Antiplatelet medications prevent blood clot formation during hemostasis, where hemo means blood, and stasis means to halt or stop.
Hemostasis is divided into primary hemostasis, where circulating cell fragments called platelets form a plug at the site of an injured blood vessel, and secondary hemostasis, which involves multiple coagulation factors working together to form a fibrin mesh to stabilize the platelet plug.
Antiplatelet medications inhibit the steps of primary hemostasis to prevent the platelet plug from forming.
Primary hemostasis can be further divided into five steps: endothelial injury, exposure, adhesion, activation, and aggregation.
Endothelial injury is when the innermost layer of the artery, called the endothelium, gets damaged.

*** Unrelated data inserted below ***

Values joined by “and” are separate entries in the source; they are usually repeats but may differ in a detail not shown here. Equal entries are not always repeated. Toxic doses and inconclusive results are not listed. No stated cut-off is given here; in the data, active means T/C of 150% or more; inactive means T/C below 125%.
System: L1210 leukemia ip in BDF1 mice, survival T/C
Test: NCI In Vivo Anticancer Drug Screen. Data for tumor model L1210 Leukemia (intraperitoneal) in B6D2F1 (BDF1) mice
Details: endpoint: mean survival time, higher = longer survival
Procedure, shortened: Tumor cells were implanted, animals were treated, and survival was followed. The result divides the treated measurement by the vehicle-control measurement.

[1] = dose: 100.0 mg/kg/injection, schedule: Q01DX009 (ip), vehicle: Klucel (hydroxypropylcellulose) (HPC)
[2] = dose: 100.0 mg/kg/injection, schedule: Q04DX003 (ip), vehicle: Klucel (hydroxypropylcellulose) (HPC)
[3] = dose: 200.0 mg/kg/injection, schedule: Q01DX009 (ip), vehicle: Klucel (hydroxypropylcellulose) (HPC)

The second step is exposure, where the damaged endothelium exposes the underlying collagen.
The underlying collagen and endothelial cells then release a protein called Von Willebrand's factor, or vWF, that binds to this collagen.
The third step is adhesion where circulating platelets bind to the vWF via a surface protein called GPIB. The fourth step is activation, where platelets become active after binding to vWF.
First, the platelet changes shape and its membrane forms tentacle-like arms allowing it to grab onto other platelets.
Second, platelets release more vWF, as well as serotonin, a tiny molecule that attracts more platelets to the area.
Third, the platelets also release adenosine diphosphate or ADP, and thromboxane A2, or TXA2. These two molecules can activate other platelets that haven’t bound to vWF.